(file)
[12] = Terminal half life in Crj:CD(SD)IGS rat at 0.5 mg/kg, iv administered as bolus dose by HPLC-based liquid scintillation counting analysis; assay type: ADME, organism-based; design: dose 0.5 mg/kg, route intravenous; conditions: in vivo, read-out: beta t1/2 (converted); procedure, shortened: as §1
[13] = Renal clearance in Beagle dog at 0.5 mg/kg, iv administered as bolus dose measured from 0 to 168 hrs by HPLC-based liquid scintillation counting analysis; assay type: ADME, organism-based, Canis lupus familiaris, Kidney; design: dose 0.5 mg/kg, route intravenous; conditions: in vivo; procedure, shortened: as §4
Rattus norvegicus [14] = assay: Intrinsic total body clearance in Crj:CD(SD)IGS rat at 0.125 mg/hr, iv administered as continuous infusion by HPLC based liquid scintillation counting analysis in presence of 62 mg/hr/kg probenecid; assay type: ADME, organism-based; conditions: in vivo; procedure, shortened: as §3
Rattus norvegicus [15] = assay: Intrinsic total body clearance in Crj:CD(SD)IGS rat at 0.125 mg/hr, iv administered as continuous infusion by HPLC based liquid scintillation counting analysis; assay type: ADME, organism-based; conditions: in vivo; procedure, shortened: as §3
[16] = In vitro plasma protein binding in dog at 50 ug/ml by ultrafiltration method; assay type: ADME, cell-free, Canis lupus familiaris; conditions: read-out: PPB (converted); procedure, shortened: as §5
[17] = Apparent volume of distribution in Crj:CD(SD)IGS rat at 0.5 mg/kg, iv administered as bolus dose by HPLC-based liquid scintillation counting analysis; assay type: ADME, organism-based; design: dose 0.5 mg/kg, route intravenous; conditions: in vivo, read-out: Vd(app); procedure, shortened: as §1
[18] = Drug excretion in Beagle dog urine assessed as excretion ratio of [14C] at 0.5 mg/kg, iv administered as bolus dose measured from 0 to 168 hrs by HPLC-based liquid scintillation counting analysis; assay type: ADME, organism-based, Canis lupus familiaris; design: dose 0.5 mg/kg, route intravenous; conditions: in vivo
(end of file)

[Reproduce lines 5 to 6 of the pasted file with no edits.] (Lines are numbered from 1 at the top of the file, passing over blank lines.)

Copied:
[16] = In vitro plasma protein binding in dog at 50 ug/ml by ultrafiltration method; assay type: ADME, cell-free, Canis lupus familiaris; conditions: read-out: PPB (converted); procedure, shortened: as §5
[17] = Apparent volume of distribution in Crj:CD(SD)IGS rat at 0.5 mg/kg, iv administered as bolus dose by HPLC-based liquid scintillation counting analysis; assay type: ADME, organism-based; design: dose 0.5 mg/kg, route intravenous; conditions: in vivo, read-out: Vd(app); procedure, shortened: as §1